Chapter 10

In general, the most complex forms of congenital heart disease (CHD) fall into the category of single-ventricle defects. Only in recent decades has survival beyond the neonatal period become the norm in the developed world, owing to a number of factors, namely the introduction of prostaglandin infusion, innovative surgical strategies such as the Norwood procedure, accurate postnatal noninvasive assessment through echocardiography, and improvements in prenatal diagnosis. Today, surgical palliation of single-ventricle CHD is expected to result in favorable short- and long-term outcomes into early adulthood for most patients. With the improvement in survival in recent decades, attention is now being turned toward optimizing long-term outcomes and addressing the many functional limitations still experienced by survivors of single-ventricle CHD.

### Anatomic Definition

Broadly speaking, single-ventricle CHD can be defined as any congenital heart defect in which there is admixture of systemic and pulmonary venous return in association with atresia (absence of a normally patent structure) or significant hypoplasia (smaller size than normal) of a cardiac valve or chamber.1 Depending on the defect, admixture can occur at 1 or multiple anatomic locations within the heart. Single-ventricle CHD results from atresia or hypoplasia of either an atrioventricular valve or semilunar valve; atresia or hypoplasia of the ventricle associated with the affected atrioventricular or semilunar valve typically exists in conjunction with the valve abnormality. For example, a common form of single-ventricle CHD affecting the right side of the heart is tricuspid atresia, wherein a hypoplastic or imperforate tricuspid valve is associated with underdevelopment of the right ventricle and right ventricular outflow tract. Pulmonary blood flow is provided by antegrade flow from the left ventricle (via a ventricular septal defect) or, in the absence of a ventricular septal defect, via the ductus arteriosus. In either situation, admixture of systemic and pulmonary venous return occurs via obligatory right-to-left shunting at the atrial level. The prototypic form of single ventricle affecting the left side of the heart is hypoplastic left heart syndrome (HLHS).2 In HLHS, atresia or hypoplasia of the mitral valve and/or aortic valves is associated with atresia or hypoplasia of the entire ensemble of left heart structures. Systemic output is provided by the right ventricle and ductus arteriosus, with admixture of systemic and pulmonary venous return occurring via left-to-right shunting at the atrial level. From an anatomic standpoint, it is important to recognize that abnormalities of the systemic and pulmonary veins with respect to their number, size, and site of drainage are frequently associated with single-ventricle CHD and that these additional defects can increase the complexity of surgical approaches and affect outcomes.3,4,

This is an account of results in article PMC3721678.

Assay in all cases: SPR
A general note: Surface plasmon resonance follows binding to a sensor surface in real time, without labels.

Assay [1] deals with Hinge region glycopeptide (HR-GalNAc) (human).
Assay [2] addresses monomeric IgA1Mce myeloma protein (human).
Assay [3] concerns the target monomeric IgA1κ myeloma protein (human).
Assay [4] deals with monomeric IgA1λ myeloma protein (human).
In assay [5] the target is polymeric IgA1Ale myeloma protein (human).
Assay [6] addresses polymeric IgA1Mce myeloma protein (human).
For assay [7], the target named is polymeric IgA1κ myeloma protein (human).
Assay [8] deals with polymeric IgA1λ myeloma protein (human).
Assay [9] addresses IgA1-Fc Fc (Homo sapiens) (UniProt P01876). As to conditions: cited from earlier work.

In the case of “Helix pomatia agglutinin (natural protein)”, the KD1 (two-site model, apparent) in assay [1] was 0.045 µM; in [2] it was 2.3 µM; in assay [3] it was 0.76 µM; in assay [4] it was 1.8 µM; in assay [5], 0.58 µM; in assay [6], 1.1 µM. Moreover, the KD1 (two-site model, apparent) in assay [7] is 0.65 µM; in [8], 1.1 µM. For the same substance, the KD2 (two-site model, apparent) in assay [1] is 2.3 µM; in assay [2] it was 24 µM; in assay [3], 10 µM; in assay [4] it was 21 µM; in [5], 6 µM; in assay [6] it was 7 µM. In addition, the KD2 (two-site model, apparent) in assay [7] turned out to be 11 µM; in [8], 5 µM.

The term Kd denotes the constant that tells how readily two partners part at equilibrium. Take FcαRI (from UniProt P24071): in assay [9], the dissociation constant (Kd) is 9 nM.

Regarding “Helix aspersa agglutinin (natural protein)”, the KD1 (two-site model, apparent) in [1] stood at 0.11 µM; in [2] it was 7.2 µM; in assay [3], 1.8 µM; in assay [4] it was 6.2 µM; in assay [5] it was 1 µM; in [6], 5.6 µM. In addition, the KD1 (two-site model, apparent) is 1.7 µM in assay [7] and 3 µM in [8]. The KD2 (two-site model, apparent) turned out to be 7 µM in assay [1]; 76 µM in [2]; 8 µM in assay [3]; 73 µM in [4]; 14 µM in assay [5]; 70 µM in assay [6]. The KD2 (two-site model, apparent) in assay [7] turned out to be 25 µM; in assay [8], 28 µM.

It should be noted that “true” single ventricle (ie, the situation in which there is only 1 ventricle) is quite rare.5 In most cases of single-ventricle CHD, there is a dominant ventricle of either left or right ventricular morphology, and the secondary ventricle is typically hypoplastic or rudimentary. Due to the relative rarity of ...

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